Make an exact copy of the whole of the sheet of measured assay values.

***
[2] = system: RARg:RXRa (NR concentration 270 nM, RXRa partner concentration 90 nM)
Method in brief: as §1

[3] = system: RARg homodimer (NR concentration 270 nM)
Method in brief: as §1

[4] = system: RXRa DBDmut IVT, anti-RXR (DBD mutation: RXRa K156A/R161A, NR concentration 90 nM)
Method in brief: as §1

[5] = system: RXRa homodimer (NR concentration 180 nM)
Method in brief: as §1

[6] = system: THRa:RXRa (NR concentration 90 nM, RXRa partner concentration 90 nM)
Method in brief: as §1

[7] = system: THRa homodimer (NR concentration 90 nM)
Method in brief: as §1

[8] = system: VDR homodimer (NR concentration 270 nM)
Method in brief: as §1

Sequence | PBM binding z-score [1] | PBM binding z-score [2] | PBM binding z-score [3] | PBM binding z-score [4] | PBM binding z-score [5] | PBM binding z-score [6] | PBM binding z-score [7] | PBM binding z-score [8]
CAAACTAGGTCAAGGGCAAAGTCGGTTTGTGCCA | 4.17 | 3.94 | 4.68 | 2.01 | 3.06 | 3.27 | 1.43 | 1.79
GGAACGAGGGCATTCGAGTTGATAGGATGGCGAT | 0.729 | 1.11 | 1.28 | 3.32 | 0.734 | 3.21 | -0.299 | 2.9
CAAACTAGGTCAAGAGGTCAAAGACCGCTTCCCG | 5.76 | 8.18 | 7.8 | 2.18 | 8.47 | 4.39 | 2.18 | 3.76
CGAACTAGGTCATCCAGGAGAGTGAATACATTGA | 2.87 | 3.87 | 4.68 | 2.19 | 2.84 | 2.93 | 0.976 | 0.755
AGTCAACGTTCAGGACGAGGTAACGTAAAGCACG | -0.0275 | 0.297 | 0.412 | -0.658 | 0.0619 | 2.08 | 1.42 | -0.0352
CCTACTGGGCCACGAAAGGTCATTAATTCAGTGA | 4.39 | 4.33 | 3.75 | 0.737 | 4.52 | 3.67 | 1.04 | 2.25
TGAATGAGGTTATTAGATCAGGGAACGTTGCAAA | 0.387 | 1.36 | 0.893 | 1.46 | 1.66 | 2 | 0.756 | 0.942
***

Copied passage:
[2] = system: RARg:RXRa (NR concentration 270 nM, RXRa partner concentration 90 nM)
Method in brief: as §1

[3] = system: RARg homodimer (NR concentration 270 nM)
Method in brief: as §1

[4] = system: RXRa DBDmut IVT, anti-RXR (DBD mutation: RXRa K156A/R161A, NR concentration 90 nM)
Method in brief: as §1

[5] = system: RXRa homodimer (NR concentration 180 nM)
Method in brief: as §1

[6] = system: THRa:RXRa (NR concentration 90 nM, RXRa partner concentration 90 nM)
Method in brief: as §1

[7] = system: THRa homodimer (NR concentration 90 nM)
Method in brief: as §1

[8] = system: VDR homodimer (NR concentration 270 nM)
Method in brief: as §1

Sequence | PBM binding z-score [1] | PBM binding z-score [2] | PBM binding z-score [3] | PBM binding z-score [4] | PBM binding z-score [5] | PBM binding z-score [6] | PBM binding z-score [7] | PBM binding z-score [8]
CAAACTAGGTCAAGGGCAAAGTCGGTTTGTGCCA | 4.17 | 3.94 | 4.68 | 2.01 | 3.06 | 3.27 | 1.43 | 1.79
GGAACGAGGGCATTCGAGTTGATAGGATGGCGAT | 0.729 | 1.11 | 1.28 | 3.32 | 0.734 | 3.21 | -0.299 | 2.9
CAAACTAGGTCAAGAGGTCAAAGACCGCTTCCCG | 5.76 | 8.18 | 7.8 | 2.18 | 8.47 | 4.39 | 2.18 | 3.76
CGAACTAGGTCATCCAGGAGAGTGAATACATTGA | 2.87 | 3.87 | 4.68 | 2.19 | 2.84 | 2.93 | 0.976 | 0.755
AGTCAACGTTCAGGACGAGGTAACGTAAAGCACG | -0.0275 | 0.297 | 0.412 | -0.658 | 0.0619 | 2.08 | 1.42 | -0.0352
CCTACTGGGCCACGAAAGGTCATTAATTCAGTGA | 4.39 | 4.33 | 3.75 | 0.737 | 4.52 | 3.67 | 1.04 | 2.25
TGAATGAGGTTATTAGATCAGGGAACGTTGCAAA | 0.387 | 1.36 | 0.893 | 1.46 | 1.66 | 2 | 0.756 | 0.942